After re-studying the concept of playing draws profitably by reading the article called "Mathematics of poker: Odds and Outs" I have some specific questions concerning the topic of discounted/modified odds.
http://www.pokerstrategy.com/strategy/bss/1563/3/
I understand everything perfectly until the "case studies" section, namely the examples 1, 2 and 5.
Example 1 - "However you cannot give yourself 12 outs anymore, as the pair in the community cards doesn’t make a full house probable, but possible. You still got 8 outs left, you’d need pot odds 5:1. Your decision is made. You fold. "
First of all, If my opponent had a fullhouse, I'd be drawing dead, and I can't seem to get why the
probability alone of him getting a fullhouse in this example forces me to discount exactly 4 outs. Perhaps I should discount the ace of spades, because that would really be annoying, but otherwise I can't seem to get how one comes to the number of 4 discounted odds.
Example 2 - "You do have a flush draw, but since it is weak, you can only count on 6-7 outs."
How can the strength of my flushdraw affect the number of outs I have? And if it does, once again, how do we come to the 6-7 calculation? (moreover - when is it 6 and when 7?)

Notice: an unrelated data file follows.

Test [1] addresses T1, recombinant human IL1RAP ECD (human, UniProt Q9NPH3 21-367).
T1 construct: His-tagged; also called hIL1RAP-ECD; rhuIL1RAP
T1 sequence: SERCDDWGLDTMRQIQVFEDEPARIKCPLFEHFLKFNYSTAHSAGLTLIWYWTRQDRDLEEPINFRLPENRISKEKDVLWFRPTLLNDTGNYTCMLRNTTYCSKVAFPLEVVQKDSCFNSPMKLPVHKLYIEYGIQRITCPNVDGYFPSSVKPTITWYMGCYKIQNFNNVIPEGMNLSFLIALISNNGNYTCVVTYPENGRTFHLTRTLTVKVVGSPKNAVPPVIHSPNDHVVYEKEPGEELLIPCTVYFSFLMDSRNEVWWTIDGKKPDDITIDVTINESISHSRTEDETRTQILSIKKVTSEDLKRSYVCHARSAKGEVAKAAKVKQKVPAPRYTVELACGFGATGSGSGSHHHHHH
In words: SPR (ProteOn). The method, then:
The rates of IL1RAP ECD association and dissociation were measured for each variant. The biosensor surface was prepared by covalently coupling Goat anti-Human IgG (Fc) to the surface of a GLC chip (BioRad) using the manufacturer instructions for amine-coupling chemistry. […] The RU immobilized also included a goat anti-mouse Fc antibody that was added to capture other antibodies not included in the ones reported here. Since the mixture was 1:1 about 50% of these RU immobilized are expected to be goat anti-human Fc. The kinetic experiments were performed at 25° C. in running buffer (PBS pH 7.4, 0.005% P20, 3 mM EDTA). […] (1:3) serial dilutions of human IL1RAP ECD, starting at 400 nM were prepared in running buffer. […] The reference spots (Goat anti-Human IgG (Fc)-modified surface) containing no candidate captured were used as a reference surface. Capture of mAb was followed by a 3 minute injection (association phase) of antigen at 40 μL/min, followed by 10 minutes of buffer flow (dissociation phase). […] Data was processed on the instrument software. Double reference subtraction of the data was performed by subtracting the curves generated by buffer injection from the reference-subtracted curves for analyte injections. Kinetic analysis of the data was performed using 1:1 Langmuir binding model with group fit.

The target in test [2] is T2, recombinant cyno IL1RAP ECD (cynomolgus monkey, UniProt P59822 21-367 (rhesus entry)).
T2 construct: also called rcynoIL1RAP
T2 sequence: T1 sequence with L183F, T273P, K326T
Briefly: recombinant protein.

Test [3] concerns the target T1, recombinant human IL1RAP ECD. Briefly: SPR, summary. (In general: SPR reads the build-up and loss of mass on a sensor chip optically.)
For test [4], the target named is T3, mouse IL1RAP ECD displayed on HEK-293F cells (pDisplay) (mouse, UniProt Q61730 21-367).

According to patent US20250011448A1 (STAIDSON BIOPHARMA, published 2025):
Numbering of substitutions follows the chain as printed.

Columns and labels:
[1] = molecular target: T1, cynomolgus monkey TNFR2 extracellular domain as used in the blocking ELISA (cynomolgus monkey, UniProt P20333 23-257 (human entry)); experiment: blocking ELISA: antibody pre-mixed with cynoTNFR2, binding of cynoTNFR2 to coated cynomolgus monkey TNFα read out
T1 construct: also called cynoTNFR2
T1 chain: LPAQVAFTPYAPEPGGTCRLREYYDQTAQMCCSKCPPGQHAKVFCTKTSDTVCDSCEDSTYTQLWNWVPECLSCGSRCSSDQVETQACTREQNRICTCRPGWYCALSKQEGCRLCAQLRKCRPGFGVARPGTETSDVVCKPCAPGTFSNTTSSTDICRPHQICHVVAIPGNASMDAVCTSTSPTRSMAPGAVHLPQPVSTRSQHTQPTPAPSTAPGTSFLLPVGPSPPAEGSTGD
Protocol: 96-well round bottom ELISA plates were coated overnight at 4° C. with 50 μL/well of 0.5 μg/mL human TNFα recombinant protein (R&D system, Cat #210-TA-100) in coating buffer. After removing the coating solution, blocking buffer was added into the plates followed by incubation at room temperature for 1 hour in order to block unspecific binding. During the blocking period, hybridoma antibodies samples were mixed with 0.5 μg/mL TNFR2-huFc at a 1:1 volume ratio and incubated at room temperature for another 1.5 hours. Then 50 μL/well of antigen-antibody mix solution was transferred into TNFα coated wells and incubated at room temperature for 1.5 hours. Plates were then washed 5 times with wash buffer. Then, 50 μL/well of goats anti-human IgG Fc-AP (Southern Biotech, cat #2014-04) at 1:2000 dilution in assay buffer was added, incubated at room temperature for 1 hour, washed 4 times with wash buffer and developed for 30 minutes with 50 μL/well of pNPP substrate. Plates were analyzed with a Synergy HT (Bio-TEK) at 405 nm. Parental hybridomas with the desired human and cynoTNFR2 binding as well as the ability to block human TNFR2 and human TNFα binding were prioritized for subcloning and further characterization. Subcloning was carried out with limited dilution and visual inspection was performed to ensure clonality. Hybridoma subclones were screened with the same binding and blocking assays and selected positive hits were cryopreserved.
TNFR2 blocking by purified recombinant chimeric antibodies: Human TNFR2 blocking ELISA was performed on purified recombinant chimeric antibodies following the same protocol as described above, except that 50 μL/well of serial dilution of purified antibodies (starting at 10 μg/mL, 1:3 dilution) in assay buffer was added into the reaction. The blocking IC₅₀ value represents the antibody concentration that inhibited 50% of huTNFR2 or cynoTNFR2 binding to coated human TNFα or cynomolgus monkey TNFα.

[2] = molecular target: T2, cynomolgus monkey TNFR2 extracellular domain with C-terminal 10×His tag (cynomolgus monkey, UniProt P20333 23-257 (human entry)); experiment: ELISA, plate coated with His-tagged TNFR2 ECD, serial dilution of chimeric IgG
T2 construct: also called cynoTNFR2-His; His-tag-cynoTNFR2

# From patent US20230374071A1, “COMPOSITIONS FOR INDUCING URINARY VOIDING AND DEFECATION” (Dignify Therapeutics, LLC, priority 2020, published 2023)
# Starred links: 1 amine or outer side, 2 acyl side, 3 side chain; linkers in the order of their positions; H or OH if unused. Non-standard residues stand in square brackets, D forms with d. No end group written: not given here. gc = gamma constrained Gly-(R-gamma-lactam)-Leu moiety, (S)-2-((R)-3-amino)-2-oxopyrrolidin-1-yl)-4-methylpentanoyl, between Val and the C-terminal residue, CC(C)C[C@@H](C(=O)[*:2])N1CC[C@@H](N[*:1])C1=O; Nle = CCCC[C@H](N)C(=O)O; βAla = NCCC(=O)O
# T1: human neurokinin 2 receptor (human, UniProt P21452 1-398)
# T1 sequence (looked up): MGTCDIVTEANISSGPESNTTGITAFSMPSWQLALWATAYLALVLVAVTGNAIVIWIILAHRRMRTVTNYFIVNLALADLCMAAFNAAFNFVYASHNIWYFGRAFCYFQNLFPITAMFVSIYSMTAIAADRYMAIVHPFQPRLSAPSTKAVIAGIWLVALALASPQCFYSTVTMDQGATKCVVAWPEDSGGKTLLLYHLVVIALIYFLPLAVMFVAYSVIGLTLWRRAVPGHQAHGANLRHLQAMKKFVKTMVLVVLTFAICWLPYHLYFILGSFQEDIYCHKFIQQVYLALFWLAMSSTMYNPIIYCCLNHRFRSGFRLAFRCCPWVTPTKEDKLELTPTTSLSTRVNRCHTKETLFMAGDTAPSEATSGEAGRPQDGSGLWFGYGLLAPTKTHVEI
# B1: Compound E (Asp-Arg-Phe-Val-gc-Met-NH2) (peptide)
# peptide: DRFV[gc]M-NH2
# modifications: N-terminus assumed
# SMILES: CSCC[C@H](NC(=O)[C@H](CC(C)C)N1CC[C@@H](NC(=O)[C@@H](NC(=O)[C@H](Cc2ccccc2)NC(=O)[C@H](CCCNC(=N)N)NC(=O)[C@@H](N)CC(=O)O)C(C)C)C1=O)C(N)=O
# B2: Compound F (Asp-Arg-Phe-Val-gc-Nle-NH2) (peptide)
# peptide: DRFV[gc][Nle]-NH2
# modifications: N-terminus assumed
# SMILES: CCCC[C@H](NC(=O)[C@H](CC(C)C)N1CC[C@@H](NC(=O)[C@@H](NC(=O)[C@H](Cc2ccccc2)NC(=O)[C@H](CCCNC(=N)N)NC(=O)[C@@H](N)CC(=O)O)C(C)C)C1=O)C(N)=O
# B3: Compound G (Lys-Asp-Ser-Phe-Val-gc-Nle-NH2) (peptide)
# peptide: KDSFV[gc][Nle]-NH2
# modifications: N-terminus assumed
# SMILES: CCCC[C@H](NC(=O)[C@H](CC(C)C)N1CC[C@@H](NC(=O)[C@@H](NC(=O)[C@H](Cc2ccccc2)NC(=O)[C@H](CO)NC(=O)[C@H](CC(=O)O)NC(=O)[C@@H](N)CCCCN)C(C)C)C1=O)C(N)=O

Example 5 - "You bet on the flop with an OESD; your opponent raises. You have 8 outs and two over cards, which allow you to add another 2-3 outs."
Why don't the overcards allow me to add 6 outs? I mean, if hitting one of them doesn't make my hand ahead of everyone else's, why count them at all? How do we come to 2-3 outs?
Another small one not related to this topic, but still a little bit confusing for a new bigstacker in
Example 4 - since when is it ok to call from the small blind with 89o?
I realize there must be a reason for discounting a specific number of outs in certain situations, I just have trouble understanding the basis of some of these calculations. I mean, add or subtract one out and you have the wrong odds which leads to long term losses, so I thought it'd be useful for me to understand these situations correctly, and the article itself doesn't explain it too well. Can you help me figure this out?